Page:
The 1915 Referendum

A blue bird. The bird's yellow belly reads in vertical text "Votes for Women November Second"
The "Suffrage Bluebird" was adopted by the Massachusetts Woman Suffrage Association as a symbol of solidarity leading up to the 1915 referendum. Around 100,000 of these pins were displayed across the state that year.

The Behring Center at the National Museum of American History

In 1915 the state of Massachusetts held a referendum on the question of woman suffrage – with a majority vote, all women in the state would be able to vote in state elections.

In Lowell, the campaign for suffrage never got off the ground. While a few rallies were held on Kirk, Merrimack and John Streets this year, they were never frequent or popular enough to garner much attention or sympathy. The one demonstration that did get people’s attention was the 1915 Fourth of July parade. Local women dressed in costume as “Justice” and the 12 states that passed suffrage laws at the time. The demonstrators endured a terrible rainstorm that day, which showed their resolve and impressed viewers.

Massachusetts did host one of the most fervent anti-suffrage movements in the nation, and while they often overlooked Lowell (given its lack of a proper suffrage movement to counter), they did lash out in September of 1915. Anti-suffragists alleged that Lowell suffrage supporters secretly accepted donations from liquor interests. While this was easily debunked (liquor interests had come out decidedly against woman suffrage, afraid that women voters could pass laws banning alcohol), it did cause something of a commotion for a time.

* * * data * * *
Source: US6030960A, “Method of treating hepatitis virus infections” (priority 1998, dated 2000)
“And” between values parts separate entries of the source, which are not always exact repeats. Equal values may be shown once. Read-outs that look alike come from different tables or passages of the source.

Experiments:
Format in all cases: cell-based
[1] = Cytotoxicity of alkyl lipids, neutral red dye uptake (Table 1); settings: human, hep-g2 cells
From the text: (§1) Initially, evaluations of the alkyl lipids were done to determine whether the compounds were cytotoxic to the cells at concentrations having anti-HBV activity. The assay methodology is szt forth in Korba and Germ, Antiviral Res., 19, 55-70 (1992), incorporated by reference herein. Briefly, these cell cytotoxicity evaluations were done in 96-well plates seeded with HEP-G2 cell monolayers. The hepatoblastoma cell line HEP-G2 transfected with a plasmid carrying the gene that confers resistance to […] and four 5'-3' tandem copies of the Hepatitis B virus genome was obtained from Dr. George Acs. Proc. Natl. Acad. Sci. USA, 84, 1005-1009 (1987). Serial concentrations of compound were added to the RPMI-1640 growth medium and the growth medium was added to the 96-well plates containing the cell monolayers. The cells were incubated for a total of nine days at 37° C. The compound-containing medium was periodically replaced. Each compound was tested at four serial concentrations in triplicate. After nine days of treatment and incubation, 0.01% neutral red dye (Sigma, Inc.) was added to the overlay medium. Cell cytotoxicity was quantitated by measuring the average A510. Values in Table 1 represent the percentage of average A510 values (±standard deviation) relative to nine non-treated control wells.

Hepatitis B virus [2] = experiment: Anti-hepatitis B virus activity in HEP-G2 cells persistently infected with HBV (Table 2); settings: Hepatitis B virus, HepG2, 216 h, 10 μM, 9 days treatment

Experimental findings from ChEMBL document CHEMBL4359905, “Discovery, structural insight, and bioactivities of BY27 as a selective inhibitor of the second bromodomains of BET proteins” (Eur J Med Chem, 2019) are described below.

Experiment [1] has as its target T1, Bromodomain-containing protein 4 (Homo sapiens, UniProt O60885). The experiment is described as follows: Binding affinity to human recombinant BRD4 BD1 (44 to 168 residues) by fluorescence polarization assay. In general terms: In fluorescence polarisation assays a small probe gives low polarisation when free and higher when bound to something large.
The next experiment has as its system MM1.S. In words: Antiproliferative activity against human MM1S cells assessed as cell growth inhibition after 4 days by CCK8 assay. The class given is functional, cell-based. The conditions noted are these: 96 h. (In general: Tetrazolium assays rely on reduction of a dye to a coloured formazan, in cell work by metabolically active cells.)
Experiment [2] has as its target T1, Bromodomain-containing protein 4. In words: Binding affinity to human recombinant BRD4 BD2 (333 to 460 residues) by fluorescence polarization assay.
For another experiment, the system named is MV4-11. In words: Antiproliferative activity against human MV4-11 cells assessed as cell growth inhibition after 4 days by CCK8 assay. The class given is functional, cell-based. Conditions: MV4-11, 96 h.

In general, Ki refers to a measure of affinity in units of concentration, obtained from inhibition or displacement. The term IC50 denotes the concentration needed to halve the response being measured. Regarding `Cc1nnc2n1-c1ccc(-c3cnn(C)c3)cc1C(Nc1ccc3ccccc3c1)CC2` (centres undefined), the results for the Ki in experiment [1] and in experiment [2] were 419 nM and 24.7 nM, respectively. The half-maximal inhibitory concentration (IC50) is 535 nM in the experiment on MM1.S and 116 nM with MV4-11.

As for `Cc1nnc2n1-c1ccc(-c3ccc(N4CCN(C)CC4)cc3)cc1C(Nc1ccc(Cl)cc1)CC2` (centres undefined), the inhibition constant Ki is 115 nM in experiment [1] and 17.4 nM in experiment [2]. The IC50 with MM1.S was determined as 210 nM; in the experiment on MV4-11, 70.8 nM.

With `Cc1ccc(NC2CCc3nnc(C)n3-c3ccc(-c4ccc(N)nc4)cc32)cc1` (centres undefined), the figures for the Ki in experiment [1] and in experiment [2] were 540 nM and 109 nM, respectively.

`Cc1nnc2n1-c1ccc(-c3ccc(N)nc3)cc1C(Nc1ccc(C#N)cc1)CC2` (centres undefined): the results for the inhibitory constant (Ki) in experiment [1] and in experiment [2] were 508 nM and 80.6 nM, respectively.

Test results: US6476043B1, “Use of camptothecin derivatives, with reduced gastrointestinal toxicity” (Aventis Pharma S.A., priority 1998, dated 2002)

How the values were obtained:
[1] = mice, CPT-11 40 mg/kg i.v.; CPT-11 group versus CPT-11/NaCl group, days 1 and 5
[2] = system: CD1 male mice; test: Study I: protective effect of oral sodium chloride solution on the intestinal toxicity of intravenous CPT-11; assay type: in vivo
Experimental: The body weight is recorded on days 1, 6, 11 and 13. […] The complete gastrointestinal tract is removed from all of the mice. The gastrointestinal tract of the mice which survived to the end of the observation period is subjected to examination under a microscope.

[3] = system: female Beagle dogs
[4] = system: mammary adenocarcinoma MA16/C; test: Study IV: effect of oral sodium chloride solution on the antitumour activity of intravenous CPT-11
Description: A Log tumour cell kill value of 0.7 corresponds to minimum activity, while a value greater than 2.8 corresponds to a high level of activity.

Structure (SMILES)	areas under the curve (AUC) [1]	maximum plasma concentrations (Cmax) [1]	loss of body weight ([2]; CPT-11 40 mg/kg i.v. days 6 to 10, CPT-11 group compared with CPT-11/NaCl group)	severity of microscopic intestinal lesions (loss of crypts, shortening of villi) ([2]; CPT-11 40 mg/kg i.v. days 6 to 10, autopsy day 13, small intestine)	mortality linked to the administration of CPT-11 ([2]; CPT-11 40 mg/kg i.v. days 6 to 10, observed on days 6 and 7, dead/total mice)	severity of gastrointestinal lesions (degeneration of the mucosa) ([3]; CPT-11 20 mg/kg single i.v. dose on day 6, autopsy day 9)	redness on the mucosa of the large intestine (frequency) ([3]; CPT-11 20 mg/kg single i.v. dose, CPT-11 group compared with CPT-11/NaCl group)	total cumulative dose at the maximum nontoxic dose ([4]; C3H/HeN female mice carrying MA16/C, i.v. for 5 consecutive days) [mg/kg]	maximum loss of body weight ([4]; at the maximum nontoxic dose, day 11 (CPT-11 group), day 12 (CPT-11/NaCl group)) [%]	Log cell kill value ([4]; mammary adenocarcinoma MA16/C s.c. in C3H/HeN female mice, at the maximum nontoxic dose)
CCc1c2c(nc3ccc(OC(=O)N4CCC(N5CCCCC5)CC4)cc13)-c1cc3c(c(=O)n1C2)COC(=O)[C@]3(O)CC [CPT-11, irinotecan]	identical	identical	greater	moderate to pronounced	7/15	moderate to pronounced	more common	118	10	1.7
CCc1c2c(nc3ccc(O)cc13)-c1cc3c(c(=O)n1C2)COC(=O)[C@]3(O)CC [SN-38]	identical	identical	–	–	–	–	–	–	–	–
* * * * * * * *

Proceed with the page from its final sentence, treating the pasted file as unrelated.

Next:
Women in Massachusetts did not get the right to vote in 1915. The referendum – statewide and in Lowell – failed. In Lowell, only 4,931 votes out of around twelve thousand favored suffrage. While one district (the Highlands) did vote for woman suffrage, the other eight districts voted in opposition. Women who came from more working class or immigrant neighborhoods were marginalized in multiple ways. As was the case in many urban communities, men in Lowell’s working class and immigrant neighborhoods were concerned about the livelihood of their social clubs and activities, and whether allowing access to the vote for women would result in the prohibition of alcohol.

While this referendum was foiled, nationally women gained the right to vote when the 19th Amendment was ratified and became law on August 26th, 1920, just five years later. The efforts of national and state campaigns all contributed to this victory, as Massachusetts was the 8th state in the union to ratify the amendment on June 25, 1919, not even a month after the issue came up for debate.

To learn more about Massachusetts and the 19th Amendment, follow this link.

Last updated: March 8, 2022

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